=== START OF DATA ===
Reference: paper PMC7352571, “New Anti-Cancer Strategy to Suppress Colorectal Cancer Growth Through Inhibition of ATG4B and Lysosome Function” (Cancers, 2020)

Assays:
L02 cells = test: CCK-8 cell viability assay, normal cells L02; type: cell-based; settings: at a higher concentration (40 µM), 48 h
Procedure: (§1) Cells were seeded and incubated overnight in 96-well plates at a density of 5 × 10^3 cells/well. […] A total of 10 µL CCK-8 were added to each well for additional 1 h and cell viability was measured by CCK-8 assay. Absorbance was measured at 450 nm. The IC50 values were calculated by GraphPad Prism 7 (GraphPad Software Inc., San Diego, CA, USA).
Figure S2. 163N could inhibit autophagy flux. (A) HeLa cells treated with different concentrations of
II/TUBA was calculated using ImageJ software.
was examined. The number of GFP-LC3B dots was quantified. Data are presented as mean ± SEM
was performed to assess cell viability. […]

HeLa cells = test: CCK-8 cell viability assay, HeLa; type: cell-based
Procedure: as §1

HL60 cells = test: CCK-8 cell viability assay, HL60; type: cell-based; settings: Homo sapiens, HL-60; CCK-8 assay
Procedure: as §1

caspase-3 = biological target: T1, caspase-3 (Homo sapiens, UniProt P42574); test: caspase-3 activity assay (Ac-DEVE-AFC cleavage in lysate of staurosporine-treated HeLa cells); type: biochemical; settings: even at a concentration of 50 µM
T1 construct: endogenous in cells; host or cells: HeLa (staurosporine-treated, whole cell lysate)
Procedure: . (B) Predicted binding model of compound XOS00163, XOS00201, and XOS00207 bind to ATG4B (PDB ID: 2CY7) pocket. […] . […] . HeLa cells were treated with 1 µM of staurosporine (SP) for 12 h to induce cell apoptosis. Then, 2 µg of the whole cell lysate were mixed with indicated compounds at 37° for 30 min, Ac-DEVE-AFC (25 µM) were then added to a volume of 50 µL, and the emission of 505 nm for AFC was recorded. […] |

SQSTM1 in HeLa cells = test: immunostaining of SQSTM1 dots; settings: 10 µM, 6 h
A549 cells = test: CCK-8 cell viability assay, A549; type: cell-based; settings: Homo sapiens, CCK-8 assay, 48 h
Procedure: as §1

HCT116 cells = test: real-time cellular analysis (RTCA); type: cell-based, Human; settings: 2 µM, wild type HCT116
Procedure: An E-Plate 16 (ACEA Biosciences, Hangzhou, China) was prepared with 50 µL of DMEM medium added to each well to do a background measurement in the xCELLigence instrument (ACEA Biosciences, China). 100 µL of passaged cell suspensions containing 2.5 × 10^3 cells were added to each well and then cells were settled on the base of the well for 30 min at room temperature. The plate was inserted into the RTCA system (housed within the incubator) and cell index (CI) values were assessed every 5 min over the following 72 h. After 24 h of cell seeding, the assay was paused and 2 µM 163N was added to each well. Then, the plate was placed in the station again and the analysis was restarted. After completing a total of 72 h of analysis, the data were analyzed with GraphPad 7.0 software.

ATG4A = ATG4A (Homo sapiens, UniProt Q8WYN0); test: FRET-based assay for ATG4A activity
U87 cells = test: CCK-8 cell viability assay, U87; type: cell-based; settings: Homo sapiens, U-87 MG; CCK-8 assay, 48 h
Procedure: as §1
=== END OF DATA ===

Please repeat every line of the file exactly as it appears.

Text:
Reference: paper PMC7352571, “New Anti-Cancer Strategy to Suppress Colorectal Cancer Growth Through Inhibition of ATG4B and Lysosome Function” (Cancers, 2020)

Assays:
L02 cells = test: CCK-8 cell viability assay, normal cells L02; type: cell-based; settings: at a higher concentration (40 µM), 48 h
Procedure: (§1) Cells were seeded and incubated overnight in 96-well plates at a density of 5 × 10^3 cells/well. […] A total of 10 µL CCK-8 were added to each well for additional 1 h and cell viability was measured by CCK-8 assay. Absorbance was measured at 450 nm. The IC50 values were calculated by GraphPad Prism 7 (GraphPad Software Inc., San Diego, CA, USA).
Figure S2. 163N could inhibit autophagy flux. (A) HeLa cells treated with different concentrations of
II/TUBA was calculated using ImageJ software.
was examined. The number of GFP-LC3B dots was quantified. Data are presented as mean ± SEM
was performed to assess cell viability. […]

HeLa cells = test: CCK-8 cell viability assay, HeLa; type: cell-based
Procedure: as §1

HL60 cells = test: CCK-8 cell viability assay, HL60; type: cell-based; settings: Homo sapiens, HL-60; CCK-8 assay
Procedure: as §1

caspase-3 = biological target: T1, caspase-3 (Homo sapiens, UniProt P42574); test: caspase-3 activity assay (Ac-DEVE-AFC cleavage in lysate of staurosporine-treated HeLa cells); type: biochemical; settings: even at a concentration of 50 µM
T1 construct: endogenous in cells; host or cells: HeLa (staurosporine-treated, whole cell lysate)
Procedure: . (B) Predicted binding model of compound XOS00163, XOS00201, and XOS00207 bind to ATG4B (PDB ID: 2CY7) pocket. […] . […] . HeLa cells were treated with 1 µM of staurosporine (SP) for 12 h to induce cell apoptosis. Then, 2 µg of the whole cell lysate were mixed with indicated compounds at 37° for 30 min, Ac-DEVE-AFC (25 µM) were then added to a volume of 50 µL, and the emission of 505 nm for AFC was recorded. […] |

SQSTM1 in HeLa cells = test: immunostaining of SQSTM1 dots; settings: 10 µM, 6 h
A549 cells = test: CCK-8 cell viability assay, A549; type: cell-based; settings: Homo sapiens, CCK-8 assay, 48 h
Procedure: as §1

HCT116 cells = test: real-time cellular analysis (RTCA); type: cell-based, Human; settings: 2 µM, wild type HCT116
Procedure: An E-Plate 16 (ACEA Biosciences, Hangzhou, China) was prepared with 50 µL of DMEM medium added to each well to do a background measurement in the xCELLigence instrument (ACEA Biosciences, China). 100 µL of passaged cell suspensions containing 2.5 × 10^3 cells were added to each well and then cells were settled on the base of the well for 30 min at room temperature. The plate was inserted into the RTCA system (housed within the incubator) and cell index (CI) values were assessed every 5 min over the following 72 h. After 24 h of cell seeding, the assay was paused and 2 µM 163N was added to each well. Then, the plate was placed in the station again and the analysis was restarted. After completing a total of 72 h of analysis, the data were analyzed with GraphPad 7.0 software.

ATG4A = ATG4A (Homo sapiens, UniProt Q8WYN0); test: FRET-based assay for ATG4A activity
U87 cells = test: CCK-8 cell viability assay, U87; type: cell-based; settings: Homo sapiens, U-87 MG; CCK-8 assay, 48 h
Procedure: as §1